Welcome to European Tribune. It's gone a bit quiet around here these days, but it's still going.

Questioning the Nature of Truth

by Laura Thu Apr 6th, 2006 at 06:25:17 PM EST

The question of the Armenian genocide in relation to Freedom of speech in Turkey was extensively discussed in Eurotrib already. As a result we all know about Orhan Pamuk and his case and the European Parliament's decision to recognize as genocide the extermination of around 1.5 million civilian Armenians in Turkey (the Ottoman Empire at the time) in 1915.

My contribution to this nearly exhausted topic will be just to bring to your attention Ararat. Ararat is a 2002 Canadian drama - Atom Egoyan's most ambitious film to date. The director skillfully recreates the scene of systematic slaughter of more than 1 million Armenian citizens of Turkey by their own government. (Moreover, words alone are not enough sometimes to make you grasp the real importance of certain facts and events. Engaging our other senses can be useful as well). I know Turkish nationalists consider the movie propaganda. But while showing the stories of so many characters, Egoyan allows the obvious topic of the movie - the genocide - to actually become a background to more abstract issues: the way history defines individuals and communities, the destructive effect of denial and the distortions created when history is turned into narrative fiction.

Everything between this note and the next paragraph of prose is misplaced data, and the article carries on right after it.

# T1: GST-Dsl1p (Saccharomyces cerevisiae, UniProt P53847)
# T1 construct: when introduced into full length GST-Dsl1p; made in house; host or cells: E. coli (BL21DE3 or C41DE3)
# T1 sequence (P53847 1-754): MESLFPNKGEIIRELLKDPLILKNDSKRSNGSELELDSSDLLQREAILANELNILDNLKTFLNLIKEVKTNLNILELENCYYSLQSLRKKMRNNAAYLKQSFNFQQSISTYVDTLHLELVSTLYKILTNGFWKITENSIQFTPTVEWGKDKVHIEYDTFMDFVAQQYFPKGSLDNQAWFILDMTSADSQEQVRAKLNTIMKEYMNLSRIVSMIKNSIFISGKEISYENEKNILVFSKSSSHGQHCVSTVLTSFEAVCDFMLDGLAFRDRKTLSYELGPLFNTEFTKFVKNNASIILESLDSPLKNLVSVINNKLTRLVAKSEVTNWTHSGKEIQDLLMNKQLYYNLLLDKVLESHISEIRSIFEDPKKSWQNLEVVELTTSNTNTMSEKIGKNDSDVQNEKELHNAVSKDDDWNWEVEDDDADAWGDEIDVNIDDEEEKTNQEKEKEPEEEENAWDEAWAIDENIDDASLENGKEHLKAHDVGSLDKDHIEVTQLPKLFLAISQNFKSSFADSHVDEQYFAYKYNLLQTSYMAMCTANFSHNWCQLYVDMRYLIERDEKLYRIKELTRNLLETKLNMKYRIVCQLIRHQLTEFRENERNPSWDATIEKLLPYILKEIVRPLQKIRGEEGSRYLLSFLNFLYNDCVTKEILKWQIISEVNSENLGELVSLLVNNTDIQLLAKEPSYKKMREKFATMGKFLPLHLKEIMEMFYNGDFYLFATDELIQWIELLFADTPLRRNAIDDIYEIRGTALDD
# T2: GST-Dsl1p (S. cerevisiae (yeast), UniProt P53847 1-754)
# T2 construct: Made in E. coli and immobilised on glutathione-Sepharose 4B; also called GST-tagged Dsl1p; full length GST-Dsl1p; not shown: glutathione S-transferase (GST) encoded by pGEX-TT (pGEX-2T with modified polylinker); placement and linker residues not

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Mobilizing the Full Potential

by Laura Fri Mar 3rd, 2006 at 04:19:36 AM EST

The share of the young population in Europe is disturbingly decreasing.

In 2004, the population aged up to 14 years made up 16.5 % of the total population compared with 18.8 % in 1993. The population aged 15 to 24 years had a share of 12.7 % (2004) as against 14.5 % (1993).

From 1993 to 2004, the share of the population aged over 50 years increased all over the EU. The share of the age group 65 to 79 years rose from 10.9 % of the total population in 1993 to 12.5 % in 2004.

The reasons for this phenomenon are both financial and cultural.

There are fewer and later marriages, more marital breakdowns and a rise in births outside marriage. In 2003, there were only 5 marriages per 1 000 inhabitants in the EU compared with almost 8 in 1970. The average age at which people first get married has increased: for men, from 26 years in 1980 to over 30 today, and for women from 23 to 28 years. The proportion of divorces is estimated at 15 % for marriages entered into in 1960, and at around 30 % for those entered into in 1985.

In Sweden, more than half (56 %) of the children born in 2003 had unmarried parents.

The total fertility rate that allows comparison between the fertility of a population in different reporting years, decreased from 2.7 in 1965 to below 1.5 in 1995 where it has remained since.

From the front page ~ whataboutbob

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